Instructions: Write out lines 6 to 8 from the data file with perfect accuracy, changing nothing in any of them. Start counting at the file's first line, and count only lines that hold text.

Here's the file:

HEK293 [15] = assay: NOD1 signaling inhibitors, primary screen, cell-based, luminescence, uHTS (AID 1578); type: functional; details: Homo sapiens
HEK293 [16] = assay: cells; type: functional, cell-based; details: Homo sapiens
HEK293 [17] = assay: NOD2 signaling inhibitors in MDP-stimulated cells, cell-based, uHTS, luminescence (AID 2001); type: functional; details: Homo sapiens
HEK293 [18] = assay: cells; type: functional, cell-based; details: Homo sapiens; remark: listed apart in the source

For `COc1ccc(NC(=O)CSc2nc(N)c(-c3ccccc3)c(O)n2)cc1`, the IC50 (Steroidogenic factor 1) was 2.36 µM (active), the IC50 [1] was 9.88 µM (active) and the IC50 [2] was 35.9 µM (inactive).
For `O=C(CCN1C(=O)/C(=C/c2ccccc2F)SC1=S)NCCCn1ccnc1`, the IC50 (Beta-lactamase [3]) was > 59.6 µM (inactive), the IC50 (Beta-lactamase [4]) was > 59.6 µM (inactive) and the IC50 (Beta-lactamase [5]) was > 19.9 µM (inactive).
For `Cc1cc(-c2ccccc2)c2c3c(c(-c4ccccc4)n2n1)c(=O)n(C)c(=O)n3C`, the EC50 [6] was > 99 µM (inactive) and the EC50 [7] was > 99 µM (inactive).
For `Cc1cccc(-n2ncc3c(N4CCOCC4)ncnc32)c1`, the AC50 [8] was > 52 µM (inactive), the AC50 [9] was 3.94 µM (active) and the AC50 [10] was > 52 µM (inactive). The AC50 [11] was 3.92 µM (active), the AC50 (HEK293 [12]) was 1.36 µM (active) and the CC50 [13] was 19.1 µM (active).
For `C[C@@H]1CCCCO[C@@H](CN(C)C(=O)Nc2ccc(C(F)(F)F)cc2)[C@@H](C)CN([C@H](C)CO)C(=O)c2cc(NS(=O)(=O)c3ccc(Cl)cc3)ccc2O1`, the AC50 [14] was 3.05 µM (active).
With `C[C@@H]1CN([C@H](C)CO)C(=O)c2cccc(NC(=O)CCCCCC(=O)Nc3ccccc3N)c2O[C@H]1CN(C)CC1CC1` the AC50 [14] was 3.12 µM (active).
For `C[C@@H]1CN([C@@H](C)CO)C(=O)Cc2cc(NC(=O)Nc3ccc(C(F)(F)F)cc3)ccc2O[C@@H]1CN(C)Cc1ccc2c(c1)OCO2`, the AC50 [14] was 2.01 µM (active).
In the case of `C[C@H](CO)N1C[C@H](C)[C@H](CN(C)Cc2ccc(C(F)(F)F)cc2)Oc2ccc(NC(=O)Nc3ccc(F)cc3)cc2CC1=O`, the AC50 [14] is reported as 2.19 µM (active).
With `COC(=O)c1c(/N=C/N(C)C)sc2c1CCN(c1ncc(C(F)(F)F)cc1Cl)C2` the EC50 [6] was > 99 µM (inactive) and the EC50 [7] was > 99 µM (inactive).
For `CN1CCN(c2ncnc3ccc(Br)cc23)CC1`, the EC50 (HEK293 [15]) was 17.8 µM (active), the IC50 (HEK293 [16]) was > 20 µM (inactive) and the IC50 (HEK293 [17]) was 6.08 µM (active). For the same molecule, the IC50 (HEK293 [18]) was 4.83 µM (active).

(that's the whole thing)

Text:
For `O=C(CCN1C(=O)/C(=C/c2ccccc2F)SC1=S)NCCCn1ccnc1`, the IC50 (Beta-lactamase [3]) was > 59.6 µM (inactive), the IC50 (Beta-lactamase [4]) was > 59.6 µM (inactive) and the IC50 (Beta-lactamase [5]) was > 19.9 µM (inactive).
For `Cc1cc(-c2ccccc2)c2c3c(c(-c4ccccc4)n2n1)c(=O)n(C)c(=O)n3C`, the EC50 [6] was > 99 µM (inactive) and the EC50 [7] was > 99 µM (inactive).
For `Cc1cccc(-n2ncc3c(N4CCOCC4)ncnc32)c1`, the AC50 [8] was > 52 µM (inactive), the AC50 [9] was 3.94 µM (active) and the AC50 [10] was > 52 µM (inactive). The AC50 [11] was 3.92 µM (active), the AC50 (HEK293 [12]) was 1.36 µM (active) and the CC50 [13] was 19.1 µM (active).